Three Rivers
History From America's Most Famous Valleys

Border Wars

by Elizabeth Eggleston Seelye
Assisted by Edward Eggleston
New York
Dodd, Mead and Company, Publishers, 1879.



WITH the coming into power of William Pitt in England, a wiser management caused the tide to turn. The king was heartily discouraged with the bad conduct of the war in America. When Wolfe was appointed some one represented to the king that he was a young madman. " If he is mad, I hope he will bite some of my generals," was the reply.

The campaign of 1758 was more vigorous than the preceding ones. Louisburg, in Canada, was captured by Amherst and Wolfe, and Fort Duquesne, at the head of the Ohio, was taken and named Pittsburg in honor of William Pitt, to whom this year's success was due.

One disaster marred the general success. Lake George had been covered with a great army under Abercrombie and Lord Howe, on their way to attack Montcalm at Ticonderoga. In a preliminary skirmish the brave Lord Howe fell before he could lead his troops to success. The hope of the expedition had been in Howe. The management of the attack now devolved on Abercrombie, who was easily terrified and took pains to keep safely in the rear during battle. Montcalm worked bravely for his almost hopeless cause. With his small but intrepid force he met the storming columns of the English, who on their part also displayed the utmost courage. The English again and again attacked the walls. Nineteen hundred men were mowed down by French arms and artillery, and the English were at last repulsed. Without waiting to try the effect of his artillery upon the fort, Abercrombie with his army fled in the night, and did not rest until the length of Lake George lay between him and Montcalm.

In spite of this defeat the English success seemed certain. The French were on the point of starving ; scanty crops had been raised and Canada had been drained of every resource. The ever-fickle Indians had mostly deserted the losing cause. Montcalm said for himself and his troops, " We are resolved to find our graves under the ruins of the colony."

Let us now return to the vacillating Six Nations. Some of the Delaware Indians had captured a French dispatch. They found some one among them who could read, perhaps an Indian or halfbreed who had been taught by the Quakers. They crowded around with eager curiosity while the dispatch was spelled out. It proposed the extermination of the Iroquois. The French urged the western tribes to join in this, as the Six Nations claimed their territory. The Delawares were much astonished at so bold a proposition, for they still held the Iroquois in dread. They immediately sent information of the plot to the Senecas. Various friendly councils with Sir William Johnson followed. He could say to the Indians with truth, " I told you so."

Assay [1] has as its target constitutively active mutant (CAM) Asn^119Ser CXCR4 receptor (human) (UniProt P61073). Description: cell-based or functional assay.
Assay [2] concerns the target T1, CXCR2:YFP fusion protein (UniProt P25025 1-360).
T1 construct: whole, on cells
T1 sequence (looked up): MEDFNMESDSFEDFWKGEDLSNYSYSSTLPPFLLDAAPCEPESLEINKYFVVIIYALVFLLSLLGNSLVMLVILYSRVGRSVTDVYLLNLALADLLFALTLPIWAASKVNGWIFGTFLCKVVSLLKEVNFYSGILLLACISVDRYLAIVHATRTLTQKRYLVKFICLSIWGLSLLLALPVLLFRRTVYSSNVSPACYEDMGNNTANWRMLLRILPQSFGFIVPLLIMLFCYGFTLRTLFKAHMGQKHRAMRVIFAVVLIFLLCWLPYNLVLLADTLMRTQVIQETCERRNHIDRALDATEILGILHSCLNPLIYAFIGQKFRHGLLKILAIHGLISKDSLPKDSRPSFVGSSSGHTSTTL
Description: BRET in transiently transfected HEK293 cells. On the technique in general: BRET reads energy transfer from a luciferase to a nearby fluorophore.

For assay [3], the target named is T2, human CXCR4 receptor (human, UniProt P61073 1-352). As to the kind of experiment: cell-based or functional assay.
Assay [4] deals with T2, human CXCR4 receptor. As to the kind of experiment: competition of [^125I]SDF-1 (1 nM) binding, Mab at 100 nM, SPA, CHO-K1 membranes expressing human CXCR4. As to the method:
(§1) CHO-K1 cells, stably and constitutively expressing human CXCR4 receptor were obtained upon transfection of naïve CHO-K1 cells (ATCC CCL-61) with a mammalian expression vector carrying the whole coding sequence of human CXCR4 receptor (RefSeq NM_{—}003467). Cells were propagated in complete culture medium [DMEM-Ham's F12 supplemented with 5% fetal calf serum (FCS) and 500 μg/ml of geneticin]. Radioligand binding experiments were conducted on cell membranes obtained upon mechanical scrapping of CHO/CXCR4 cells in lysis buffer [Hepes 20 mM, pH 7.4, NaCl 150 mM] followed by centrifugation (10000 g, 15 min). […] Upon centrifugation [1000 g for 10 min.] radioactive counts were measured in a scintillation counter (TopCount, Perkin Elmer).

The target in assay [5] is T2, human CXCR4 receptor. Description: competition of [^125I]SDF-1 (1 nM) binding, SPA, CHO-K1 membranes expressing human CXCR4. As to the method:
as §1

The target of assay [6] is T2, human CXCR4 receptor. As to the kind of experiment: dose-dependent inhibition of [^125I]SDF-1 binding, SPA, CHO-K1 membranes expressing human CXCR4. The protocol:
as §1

In 1759 an expedition was undertaken by English and colonial troops under General Prideaux against Fort Niagara, a post which commanded the fur trade of the west, and was therefore considered very important. General Prideaux was joined by Sir William Johnson with nearly a thousand Indians. Among them was Brant, now a youth of seventeen. Prideaux was killed by the accidental explosion of a coehorn, and the command devolved upon Sir William Johnson. He understood the general's plans thoroughly, and carried them out with a great deal of energy. The siege was pressed with great eagerness. Each day batteries were brought nearer the fort. Meanwhile the French General D'Aubrey had gathered from the garrisons of the forts of Detroit, Venango, La Boeuf, and Presque Isle some twelve hundred men with an additional body of Indians, and was on his way to relieve Niagara, without which these other forts would be useless. Indian scouts brought news of D'Aubrey's approach. Leaving a guard in the trenches to prevent cooperation from the fort, Johnson placed his main army in a position to intercept the enemy and support the guard. The French army advanced. The Mohawks tried to open a parley with the French Indians, but failed. The war-whoop was the signal for battle. The British regulars charged the French in front, and the Iroquois Indians attacked their flanks. This threw the French into disorder, and when the English again charged furiously the French were forced to retreat. They were pursued and killed in great numbers by the victorious army.

Sir William Johnson sent an account of the battle to the commandant of the fort, with a summons to surrender, and with it the threat so frequently, in border warfare, hung over the heads of a garrison, that if the Indians were exasperated by further resistance they could not be restrained when the surrender should at length be made. The commander with his six hundred men capitulated, and the Indians behaved very well, partly perhaps through Johnson's influence, and partly because they had been satiated with slaughter in the pursuit of the routed army. Brant got his second experience of war in this successful campaign.

The fall of Niagara was followed by the desertion of other western posts. Ticonderoga and Crown Point were abandoned before Amherst's great army, again descending Lake George. Quebec, defended by the brave Montcalm, remained to be taken by the brave Wolfe to complete the fall of the French power in America.

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